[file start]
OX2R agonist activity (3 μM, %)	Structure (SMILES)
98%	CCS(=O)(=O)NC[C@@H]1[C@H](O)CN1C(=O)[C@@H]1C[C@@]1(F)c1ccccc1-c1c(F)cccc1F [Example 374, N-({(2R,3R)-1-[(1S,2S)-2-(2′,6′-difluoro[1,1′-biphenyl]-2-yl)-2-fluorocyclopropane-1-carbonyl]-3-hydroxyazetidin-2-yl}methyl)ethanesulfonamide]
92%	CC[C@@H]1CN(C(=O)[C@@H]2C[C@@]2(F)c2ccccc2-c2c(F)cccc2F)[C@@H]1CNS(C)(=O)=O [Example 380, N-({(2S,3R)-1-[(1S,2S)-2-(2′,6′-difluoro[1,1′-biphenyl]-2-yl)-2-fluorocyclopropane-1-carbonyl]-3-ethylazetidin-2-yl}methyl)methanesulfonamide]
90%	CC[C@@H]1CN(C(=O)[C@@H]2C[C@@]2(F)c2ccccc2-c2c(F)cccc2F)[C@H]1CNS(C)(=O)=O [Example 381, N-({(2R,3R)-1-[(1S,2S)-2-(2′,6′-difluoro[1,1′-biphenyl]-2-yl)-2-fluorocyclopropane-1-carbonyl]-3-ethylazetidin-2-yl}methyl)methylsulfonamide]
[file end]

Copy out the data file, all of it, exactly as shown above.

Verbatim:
OX2R agonist activity (3 μM, %)	Structure (SMILES)
98%	CCS(=O)(=O)NC[C@@H]1[C@H](O)CN1C(=O)[C@@H]1C[C@@]1(F)c1ccccc1-c1c(F)cccc1F [Example 374, N-({(2R,3R)-1-[(1S,2S)-2-(2′,6′-difluoro[1,1′-biphenyl]-2-yl)-2-fluorocyclopropane-1-carbonyl]-3-hydroxyazetidin-2-yl}methyl)ethanesulfonamide]
92%	CC[C@@H]1CN(C(=O)[C@@H]2C[C@@]2(F)c2ccccc2-c2c(F)cccc2F)[C@@H]1CNS(C)(=O)=O [Example 380, N-({(2S,3R)-1-[(1S,2S)-2-(2′,6′-difluoro[1,1′-biphenyl]-2-yl)-2-fluorocyclopropane-1-carbonyl]-3-ethylazetidin-2-yl}methyl)methanesulfonamide]
90%	CC[C@@H]1CN(C(=O)[C@@H]2C[C@@]2(F)c2ccccc2-c2c(F)cccc2F)[C@H]1CNS(C)(=O)=O [Example 381, N-({(2R,3R)-1-[(1S,2S)-2-(2′,6′-difluoro[1,1′-biphenyl]-2-yl)-2-fluorocyclopropane-1-carbonyl]-3-ethylazetidin-2-yl}methyl)methylsulfonamide]